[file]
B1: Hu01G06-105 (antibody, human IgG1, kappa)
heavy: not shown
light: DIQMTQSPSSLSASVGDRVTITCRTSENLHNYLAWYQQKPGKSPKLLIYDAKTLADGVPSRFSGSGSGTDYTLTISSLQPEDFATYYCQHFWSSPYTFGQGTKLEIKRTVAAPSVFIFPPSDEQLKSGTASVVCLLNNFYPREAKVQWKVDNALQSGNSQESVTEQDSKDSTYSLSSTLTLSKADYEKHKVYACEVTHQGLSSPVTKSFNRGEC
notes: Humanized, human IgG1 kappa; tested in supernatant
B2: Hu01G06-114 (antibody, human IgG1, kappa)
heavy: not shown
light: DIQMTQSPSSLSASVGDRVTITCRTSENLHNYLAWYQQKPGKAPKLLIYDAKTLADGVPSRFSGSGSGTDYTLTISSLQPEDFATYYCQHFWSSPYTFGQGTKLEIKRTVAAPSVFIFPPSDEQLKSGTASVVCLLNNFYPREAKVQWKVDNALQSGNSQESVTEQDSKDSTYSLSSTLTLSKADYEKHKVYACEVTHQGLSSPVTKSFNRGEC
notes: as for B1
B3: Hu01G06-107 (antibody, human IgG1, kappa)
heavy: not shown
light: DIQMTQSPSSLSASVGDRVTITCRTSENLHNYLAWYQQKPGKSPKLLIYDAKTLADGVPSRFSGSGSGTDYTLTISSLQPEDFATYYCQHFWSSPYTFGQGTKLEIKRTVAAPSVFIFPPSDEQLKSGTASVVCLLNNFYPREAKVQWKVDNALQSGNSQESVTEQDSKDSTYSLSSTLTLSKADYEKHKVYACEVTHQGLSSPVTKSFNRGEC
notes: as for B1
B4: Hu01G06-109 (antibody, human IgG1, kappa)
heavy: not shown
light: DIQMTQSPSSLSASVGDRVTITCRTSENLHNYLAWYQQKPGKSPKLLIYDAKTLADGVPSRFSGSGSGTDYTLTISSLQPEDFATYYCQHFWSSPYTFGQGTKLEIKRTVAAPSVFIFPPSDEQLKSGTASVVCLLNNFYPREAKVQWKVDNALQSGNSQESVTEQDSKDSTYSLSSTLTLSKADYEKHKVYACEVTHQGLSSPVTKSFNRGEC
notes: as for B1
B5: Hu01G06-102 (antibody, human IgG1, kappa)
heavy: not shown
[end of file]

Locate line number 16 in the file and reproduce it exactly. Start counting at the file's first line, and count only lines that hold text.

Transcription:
notes: as for B1